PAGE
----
Saturday, 28 September 2013

VBACs (Vaginal Birth After Cesarean) in Korea

VBACs are relatively new since at one time there was the belief that "once a C-section, always a C-section". Thankfully this has changed in recent years. However, not everyone is a good candidate for a VBAC. Here are some things you can do to up your chances of trying for a VBAC. If you already know you need to have a C-section, make sure that your doctor allows you to do these things so that you can try for a VBAC for your next birth.
  • Double stitching, not single stitching
  • A low, transverse incision (bikini line cut) 
  • Being allowed to labor prior to getting your previous C-section can greatly help
  • Time between births should be at least 18-24 months
  • Many doctors will not allow you to try for a VBAC if you've already had two C-sections.
  • A healthy pregnancy, not being over or underweight, eating properly, and exercising. No diabetes,  pre-eclampsia, or high blood pressure
  • Being under 35
  • No issues with the placenta or danger of uterine rupture
  • Do your research and find out about natural childbirth vs the cascade of interventions
C-sections in Korea
I recently blogged about signs that your doctor might perform an unnecessary C section. Unfortunately, C-sections are very common here in Korea. The rate is around 30%. Korean culture has something to do with it. Husbands rarely get days off (even though legally they're allowed 5 days paternity leave), auspicious days are chosen for the baby's birth, and the lack of education makes women believe that C-sections are easier: they're not. Most Korean hospitals will keep you for 3 days after a vaginal birth and 5 days after a C-section. Some women believe that you'll be wheeled in, cut open, sewed shut and ta-da it'll be over. It's not.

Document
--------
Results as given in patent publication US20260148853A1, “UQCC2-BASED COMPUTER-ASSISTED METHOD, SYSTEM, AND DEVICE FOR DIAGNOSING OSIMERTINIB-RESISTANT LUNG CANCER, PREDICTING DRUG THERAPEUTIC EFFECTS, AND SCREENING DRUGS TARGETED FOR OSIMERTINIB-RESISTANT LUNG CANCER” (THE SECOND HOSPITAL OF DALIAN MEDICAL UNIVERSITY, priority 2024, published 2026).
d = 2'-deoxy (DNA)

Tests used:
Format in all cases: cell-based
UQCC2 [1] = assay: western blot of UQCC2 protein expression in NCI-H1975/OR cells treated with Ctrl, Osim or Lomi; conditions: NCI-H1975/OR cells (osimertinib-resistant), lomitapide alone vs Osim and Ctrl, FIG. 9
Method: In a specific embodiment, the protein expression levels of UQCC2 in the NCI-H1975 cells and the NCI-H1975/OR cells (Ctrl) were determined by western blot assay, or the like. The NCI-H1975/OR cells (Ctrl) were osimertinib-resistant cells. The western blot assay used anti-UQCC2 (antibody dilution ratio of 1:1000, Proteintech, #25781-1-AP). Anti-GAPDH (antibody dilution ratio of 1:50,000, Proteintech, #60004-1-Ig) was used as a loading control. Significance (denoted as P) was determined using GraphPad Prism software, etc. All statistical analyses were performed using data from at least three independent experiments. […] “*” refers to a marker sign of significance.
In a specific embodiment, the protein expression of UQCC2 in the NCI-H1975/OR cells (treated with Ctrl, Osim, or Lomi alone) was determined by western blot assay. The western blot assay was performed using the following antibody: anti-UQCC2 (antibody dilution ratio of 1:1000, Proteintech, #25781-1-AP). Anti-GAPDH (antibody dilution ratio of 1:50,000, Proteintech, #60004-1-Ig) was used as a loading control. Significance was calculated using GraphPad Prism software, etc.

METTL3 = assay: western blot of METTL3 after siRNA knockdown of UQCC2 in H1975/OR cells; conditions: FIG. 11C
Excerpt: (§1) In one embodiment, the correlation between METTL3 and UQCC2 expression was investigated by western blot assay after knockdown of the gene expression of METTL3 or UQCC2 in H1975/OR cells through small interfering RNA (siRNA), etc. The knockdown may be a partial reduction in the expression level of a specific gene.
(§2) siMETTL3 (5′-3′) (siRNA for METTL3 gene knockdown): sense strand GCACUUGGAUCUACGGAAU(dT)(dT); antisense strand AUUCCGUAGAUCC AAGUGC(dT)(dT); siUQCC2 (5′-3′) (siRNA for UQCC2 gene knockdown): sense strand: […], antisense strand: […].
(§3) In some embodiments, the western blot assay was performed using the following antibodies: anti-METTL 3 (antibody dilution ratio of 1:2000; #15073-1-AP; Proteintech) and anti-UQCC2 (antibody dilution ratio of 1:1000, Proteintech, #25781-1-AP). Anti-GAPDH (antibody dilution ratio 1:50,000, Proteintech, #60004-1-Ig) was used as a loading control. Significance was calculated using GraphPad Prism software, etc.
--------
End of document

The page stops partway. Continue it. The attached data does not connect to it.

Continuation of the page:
A C-section is major abdominal surgery. Many C-sections can be avoided, especially the "emergency" C-sections. The number one, top, best ever way to avoid an unnecessary C-section (or unnecesarean) is to choose a hospital or clinic that supports VBACs (Vaginal Birth After Cesarean). It's hard enough to recover from major surgery let alone have to cope with recovering as well as caring for a newborn.

Where to get a VBAC in Korea
Here's a list of hospitals and clinics that foreigners in Korea often give birth at. Not all of them may support VBACs. Even at the same hospital you may find some doctors who support them and some who don't. Get your doctor to sign your birth plan so that if your doctor isn't on call your wishes will still be respected.

There are many things you can do to get the birth you want. The number one thing you can do is to choose a caregiver wisely. You should also ask questions and see how likely it is that you will be able to try for a VBAC. Here are some things to consider asking:

Resources
If you're interested about learning more about VBAcs and C-sections, check out the links below. 


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Tender Embrace Birthing offers childbirth, breastfeeding, and newborn care classes and support.




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